Matthew Darbyshire


Written by Natasha Hoare
31 Tuesday 31st August 2010

Featuring in the Saatchi Gallery's Newspeak exhibition, currently on, and recently in Nicolas Bourriaud's landmark Altermodern: Tate Triennial, Matthew Darbyshire has been touted by the best of the art world as an artist to watch. His witty installations feature objects, furniture and architectural elements endemic to commercial and private spaces across the postmodern world. From luminous bongs, colour saturated trainers, plastic chairs and Buddhas to the actual structures we now inhabit, Matt presents the viewer with his or her own modern day-glo urges. What we, the consumer, purchase to set us apart from others, or as an expression of individuality, is revealed to be part of a morass of products featured everywhere from trendy cafes to newly renovated McDonalds. Our lifestyle choices are blind alley's leading us to a universal homogeneity – gulp! Having said that the man himself is surprisingly upbeat...

Having consciously sent up contemporary consumer culture do you guiltily allow yourself purchases such as iPods, Day-Glo trainers or snow domes?
Blimey, I never meant it to come to this! iPods, I’m not deluded enough to dismiss them outright and quite envy people who get so much pleasure out of them. For what it’s worth, no, I don’t have one. I can’t really get into that interpassive thing and am far too preoccupied watching what’s going on. I don’t think I’m happy, contented or relaxed enough to be that detached and I don’t want to risk missing out on anything. Day-Glo trainers in fact, yes, I had a phase a few years ago when I was trying to get that sort of Bill Gates recreational look with boxy chinos and an oatmeal jumper offset against a really elaborate pair of neon go-getters. It never really worked. Snow domes, they’re just shit aren’t they. Believe it or not I’m not into kitsch, not on a personal or critical level. At home it would be naff and targeted within the work would be a cheap shot.
Does your work reflect worries about sustainability?
No, not in an eco sense. I’d rather leave it up to Gormley to do a Bono on that one!
There's a certain complicity in your work to the objects you deconstruct – do you find yourself taking a certain joy in their colour, texture and juxtaposition?
No. There’s a sense of relief in terms of confirmation or validation when I see things that correspond with what I’m doing but I’d say fear and claustrophobia rather than joy. I don’t know if it’s because I’m so immersed in a couple of projects at the moment and my radar’s on overdrive or if its because we’re actually nearing the end? The gloopy merging together, predictability and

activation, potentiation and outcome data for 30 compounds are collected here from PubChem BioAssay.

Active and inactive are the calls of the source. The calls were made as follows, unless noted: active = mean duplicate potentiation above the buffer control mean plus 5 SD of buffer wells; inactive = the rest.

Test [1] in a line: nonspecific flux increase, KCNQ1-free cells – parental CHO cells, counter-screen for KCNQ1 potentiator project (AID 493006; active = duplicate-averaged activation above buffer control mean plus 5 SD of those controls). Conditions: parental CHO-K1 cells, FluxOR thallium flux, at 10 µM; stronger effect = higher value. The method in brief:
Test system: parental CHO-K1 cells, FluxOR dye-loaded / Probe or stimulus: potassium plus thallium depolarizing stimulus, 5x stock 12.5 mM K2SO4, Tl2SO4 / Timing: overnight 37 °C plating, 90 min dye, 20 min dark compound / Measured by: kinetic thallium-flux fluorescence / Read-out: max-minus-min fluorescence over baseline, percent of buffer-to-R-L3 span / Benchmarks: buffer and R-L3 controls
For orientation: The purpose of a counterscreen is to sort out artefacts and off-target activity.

preservation of the same old shit everywhere is making it quite difficult to breathe.
Would the fullest iteration of your work be to construct a building?
My last show Elis at Herald Street was essentially that. I wouldn’t want to physically construct a building, my thoughts are too transitory and there’s really no need.
What's your favourite piece of architecture in London?
I’m a bit out of the loop the last few months beavering away in my studio in Kent. I’m quite enjoying the lexicon of architectural faux pas I see on my commute in through Stratford’s Olympic Park though. It’s an amazing example of today’s tendency to preserve all that is shit (see the sterile 80s style corporate glass and steel non-place railway station) and pull the arse out of all that is good (see Westfield Shopping Centre’s blatant rip off of Curaso St John’s fantastic Nottingham Contemporary styles). I guess it’s like the nine-week catwalk to high street model, everything just gets hoovered up overnight and recklessly chucked in to the mix ‘til every box is ticked and apparently everybody’s happy!
What kind of aesthetic do you propose as an antidote to the ills of post-modern culture?
Not possible. Post-modern is even a romantic term now isn’t it and independent or alternative are just yet more styles within the mainstream. Fuck knows, maybe the problem lies exactly in this obsession we have with the aesthetic? I don’t know and if I did I’d probably be a fool to share it.
Does theory get in the way of making art?
No. It can contrive or constipate if you do things the wrong way round but provided they’re conducted in tandem it can be constructive.
They sort of keep each other in check don’t they? How do you conflate creating a critique of consumerism which can itself be bought?
The stuff I make isn’t as preoccupied with the act of consumption or the evils of money as you imply. Maybe it’s the Steinbach 80s commodity critique aesthetic that misleads you? I’m essentially into the design and look of our times and am far more interested in the unthinking, bland, consensual directives we see shaping our culture today. I’m not nicking other people's styles, trying to deceive, persuade or second-guess what people want in order to flog it to them. I make what I make and if people occasionally buy it then I can keep on making it with less financial distraction and anxiety then before. I was doing that I do now 15 years before I sold anything. Nothing’s changed. This probably sounds like a classic case of capitalist disavowal (i.e. as Mark Fisher puts it, I can fetishise all the money in the world in my actions so long as I maintain an ironic distance in my mind) but come on, I’m not some staunch lefty that’s going to start self-righteously acting on outmoded principle. It’s critical engagement and thoughtful contemplation I’m into, not self-flagellating and unnecessary financial misery.
Are you a radical? Would you tear society down and start again or would you work with what we've got?
The latter of course.

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  • Guest: dschap75
    Wed 01 - Sep - 2010, 20:18
    The work is quite forgettable